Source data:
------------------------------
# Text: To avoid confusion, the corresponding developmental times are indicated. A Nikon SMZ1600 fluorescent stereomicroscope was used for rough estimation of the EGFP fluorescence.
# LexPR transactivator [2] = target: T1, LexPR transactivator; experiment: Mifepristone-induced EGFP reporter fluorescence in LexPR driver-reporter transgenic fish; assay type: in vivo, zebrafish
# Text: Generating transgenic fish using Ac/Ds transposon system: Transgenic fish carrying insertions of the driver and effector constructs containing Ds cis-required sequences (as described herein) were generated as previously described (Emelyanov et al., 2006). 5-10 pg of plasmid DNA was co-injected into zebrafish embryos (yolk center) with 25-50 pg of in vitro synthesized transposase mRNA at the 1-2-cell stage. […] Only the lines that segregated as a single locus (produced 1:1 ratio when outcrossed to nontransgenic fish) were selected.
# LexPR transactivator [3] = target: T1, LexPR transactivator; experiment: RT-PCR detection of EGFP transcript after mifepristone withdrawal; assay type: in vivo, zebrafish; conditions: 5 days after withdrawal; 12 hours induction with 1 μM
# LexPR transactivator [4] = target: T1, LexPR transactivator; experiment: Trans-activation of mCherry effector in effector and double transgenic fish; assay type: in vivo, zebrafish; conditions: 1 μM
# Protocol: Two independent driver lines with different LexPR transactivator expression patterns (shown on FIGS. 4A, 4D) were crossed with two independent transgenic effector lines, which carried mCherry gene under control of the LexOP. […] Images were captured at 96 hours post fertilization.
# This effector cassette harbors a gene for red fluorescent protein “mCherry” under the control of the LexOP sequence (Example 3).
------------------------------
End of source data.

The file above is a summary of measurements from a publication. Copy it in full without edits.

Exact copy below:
# Text: To avoid confusion, the corresponding developmental times are indicated. A Nikon SMZ1600 fluorescent stereomicroscope was used for rough estimation of the EGFP fluorescence.
# LexPR transactivator [2] = target: T1, LexPR transactivator; experiment: Mifepristone-induced EGFP reporter fluorescence in LexPR driver-reporter transgenic fish; assay type: in vivo, zebrafish
# Text: Generating transgenic fish using Ac/Ds transposon system: Transgenic fish carrying insertions of the driver and effector constructs containing Ds cis-required sequences (as described herein) were generated as previously described (Emelyanov et al., 2006). 5-10 pg of plasmid DNA was co-injected into zebrafish embryos (yolk center) with 25-50 pg of in vitro synthesized transposase mRNA at the 1-2-cell stage. […] Only the lines that segregated as a single locus (produced 1:1 ratio when outcrossed to nontransgenic fish) were selected.
# LexPR transactivator [3] = target: T1, LexPR transactivator; experiment: RT-PCR detection of EGFP transcript after mifepristone withdrawal; assay type: in vivo, zebrafish; conditions: 5 days after withdrawal; 12 hours induction with 1 μM
# LexPR transactivator [4] = target: T1, LexPR transactivator; experiment: Trans-activation of mCherry effector in effector and double transgenic fish; assay type: in vivo, zebrafish; conditions: 1 μM
# Protocol: Two independent driver lines with different LexPR transactivator expression patterns (shown on FIGS. 4A, 4D) were crossed with two independent transgenic effector lines, which carried mCherry gene under control of the LexOP. […] Images were captured at 96 hours post fertilization.
# This effector cassette harbors a gene for red fluorescent protein “mCherry” under the control of the LexOP sequence (Example 3).